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Friday News Roundup - International

Egypt's military government calls for the arrest of Muslim Brotherhood leaders. President Barack Obama considers pulling all troops from Afghanistan after 2014. And the U.S. warns China on cyber theft. A panel of journalists joins Diane for analysis of the week's top international news stories.


What Should The U.S. Be Doing In Egypt?

Many Egyptians see U.S. conspiracies everywhere in their country and demand that America leave Egypt alone. In the U.S., many pundits say the Obama administration is standing on the sidelines and needs to get more involved.

With President Morsi Out, Gulf States Open Their Checkbooks

In Egypt, many are hopeful that with the Islamist president out of power, stability will return — and so will foreign investment. Already, Saudi Arabia and the United Arab Emirates are pumping billions into Egypt now that the Muslim Brotherhood is no longer in power. And miraculously, the fuel shortages and power cuts that were plaguing the nation seem to be gone.

For Those In Aleppo, Syria, Commuting Can Be Lethal

Tired of your commute to work? Imagine if on the way to your job you had to dodge sniper fire. That's the case for many people in Syria. David Greene talks to Anthony Loyd, a correspondent for the Times of London, who just spent time in Allepo, Syria.

Senator Express Concerns About Smithfield Foods Merger

Smithfield CEO Larry Pope tried to reassure lawmakers that the sale of his Virginia based company will not mean a transfer of jobs to China or a reduction in food safety. He appeared before lawmakers on the Senate Agriculture Committee on Wednesday.

Quebec Braces For More Victims From Train Blast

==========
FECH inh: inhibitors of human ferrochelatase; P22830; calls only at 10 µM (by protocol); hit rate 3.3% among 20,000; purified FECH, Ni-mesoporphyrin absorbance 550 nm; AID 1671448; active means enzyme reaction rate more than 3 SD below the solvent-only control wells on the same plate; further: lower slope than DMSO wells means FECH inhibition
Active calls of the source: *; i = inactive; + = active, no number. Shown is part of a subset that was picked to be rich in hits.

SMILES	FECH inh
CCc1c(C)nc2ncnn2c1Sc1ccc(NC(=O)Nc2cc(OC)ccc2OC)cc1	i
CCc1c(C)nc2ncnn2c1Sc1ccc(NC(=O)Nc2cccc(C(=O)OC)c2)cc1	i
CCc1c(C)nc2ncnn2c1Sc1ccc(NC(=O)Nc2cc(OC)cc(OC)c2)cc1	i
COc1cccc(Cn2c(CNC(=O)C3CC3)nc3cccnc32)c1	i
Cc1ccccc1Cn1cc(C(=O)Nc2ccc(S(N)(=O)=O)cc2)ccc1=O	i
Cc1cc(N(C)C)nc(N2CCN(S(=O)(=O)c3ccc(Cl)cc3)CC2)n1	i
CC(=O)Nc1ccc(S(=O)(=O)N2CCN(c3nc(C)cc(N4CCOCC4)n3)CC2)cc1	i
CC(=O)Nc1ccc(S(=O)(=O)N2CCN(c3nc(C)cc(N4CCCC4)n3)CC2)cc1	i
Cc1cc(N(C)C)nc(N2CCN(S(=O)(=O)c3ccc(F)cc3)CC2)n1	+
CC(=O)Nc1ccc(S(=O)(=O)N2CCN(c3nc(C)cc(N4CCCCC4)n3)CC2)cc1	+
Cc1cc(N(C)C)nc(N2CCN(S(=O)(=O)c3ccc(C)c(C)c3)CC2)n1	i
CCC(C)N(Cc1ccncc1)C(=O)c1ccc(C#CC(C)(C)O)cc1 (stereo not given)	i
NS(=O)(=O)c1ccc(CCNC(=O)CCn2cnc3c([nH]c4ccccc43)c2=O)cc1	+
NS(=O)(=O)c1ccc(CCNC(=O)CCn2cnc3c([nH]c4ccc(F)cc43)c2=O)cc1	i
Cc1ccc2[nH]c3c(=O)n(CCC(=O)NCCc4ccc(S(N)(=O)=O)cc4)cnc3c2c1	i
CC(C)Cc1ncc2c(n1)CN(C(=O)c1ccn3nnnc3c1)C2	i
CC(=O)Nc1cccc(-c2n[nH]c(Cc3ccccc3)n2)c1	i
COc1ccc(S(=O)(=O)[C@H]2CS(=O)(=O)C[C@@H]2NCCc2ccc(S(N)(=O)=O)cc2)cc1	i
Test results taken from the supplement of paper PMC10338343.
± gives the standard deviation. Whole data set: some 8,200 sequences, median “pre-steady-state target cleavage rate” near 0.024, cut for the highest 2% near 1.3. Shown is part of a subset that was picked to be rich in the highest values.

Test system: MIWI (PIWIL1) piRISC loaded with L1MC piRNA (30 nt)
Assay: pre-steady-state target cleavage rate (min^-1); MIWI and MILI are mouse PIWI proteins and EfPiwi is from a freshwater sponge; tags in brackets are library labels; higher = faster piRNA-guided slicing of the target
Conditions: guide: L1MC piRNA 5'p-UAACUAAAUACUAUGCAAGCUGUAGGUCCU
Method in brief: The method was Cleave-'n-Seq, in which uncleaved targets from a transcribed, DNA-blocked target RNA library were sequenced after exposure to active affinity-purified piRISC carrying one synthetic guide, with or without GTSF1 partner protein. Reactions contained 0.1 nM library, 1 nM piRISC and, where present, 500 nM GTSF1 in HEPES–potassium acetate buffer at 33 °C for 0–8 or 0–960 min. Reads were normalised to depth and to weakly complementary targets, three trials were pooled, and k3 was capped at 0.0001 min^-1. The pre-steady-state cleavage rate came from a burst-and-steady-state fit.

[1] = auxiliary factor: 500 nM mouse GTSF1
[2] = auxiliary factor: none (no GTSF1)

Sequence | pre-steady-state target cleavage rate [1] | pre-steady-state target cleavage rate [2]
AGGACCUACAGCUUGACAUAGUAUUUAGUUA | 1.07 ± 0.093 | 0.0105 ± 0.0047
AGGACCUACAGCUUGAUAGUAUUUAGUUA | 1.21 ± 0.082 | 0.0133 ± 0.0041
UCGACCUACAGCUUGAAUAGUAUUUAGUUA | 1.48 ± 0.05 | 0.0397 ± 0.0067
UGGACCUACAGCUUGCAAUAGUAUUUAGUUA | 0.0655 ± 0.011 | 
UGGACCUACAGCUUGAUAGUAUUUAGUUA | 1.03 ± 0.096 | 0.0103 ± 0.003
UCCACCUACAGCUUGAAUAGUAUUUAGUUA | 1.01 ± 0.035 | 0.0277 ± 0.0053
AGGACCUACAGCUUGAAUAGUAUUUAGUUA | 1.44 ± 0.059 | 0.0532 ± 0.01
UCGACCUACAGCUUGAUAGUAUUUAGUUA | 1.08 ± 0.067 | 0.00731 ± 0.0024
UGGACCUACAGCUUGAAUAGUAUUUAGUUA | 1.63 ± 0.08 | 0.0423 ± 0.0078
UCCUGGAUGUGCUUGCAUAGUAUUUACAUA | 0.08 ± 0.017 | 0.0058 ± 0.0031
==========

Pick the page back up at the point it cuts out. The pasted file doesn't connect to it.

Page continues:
Police in the Canadian province of Quebec say the death toll following Saturday's massive train explosion will likely rise to 50. The news is another painful blow to local residents reeling from a blast that flattened the heart of their small rural town. Brian Mann of North Country Public Radio reports.

Brazilian Protests Hurt President But Help Candidate Silva

Before national protests in Brazil, President Dilma Rousseff looked like she was guaranteed victory in next year's elections. Now, her popularity has plummeted and polls show she would face a run-off against Marina Silva, who grew up the daughter of a poor rubber tapper in the Amazon.

50 Years Ago, Raid Seals Mandela's Fate And His Fame

It's been 50 years since Nelson Mandela's journals and incriminating papers were seized by South African police. Mandela was already under arrest, and those writings arguably sealed his conviction in court, and nearly got him the death penalty. But it also marked his place as one of the key political anti-apartheid thinkers and writers.

Nigerian Terrorist Group Accused Of Killing Students

Renee Montagne talks with former U.S. Ambassador to Nigeria John Campbell about recent school attacks in Nigeria and the group believed to be behind them, Boko Haram. Campbell is Senior Fellow for Africa Policy Studies at the Council on Foreign Relations.

50 People Believed Dead In Quebec Train Explosion

The death toll in the train explosion in Canada is now at least 20, and police have told family members of the 30 people still missing that they are assumed dead. Audie Cornish talks to Brian Mann.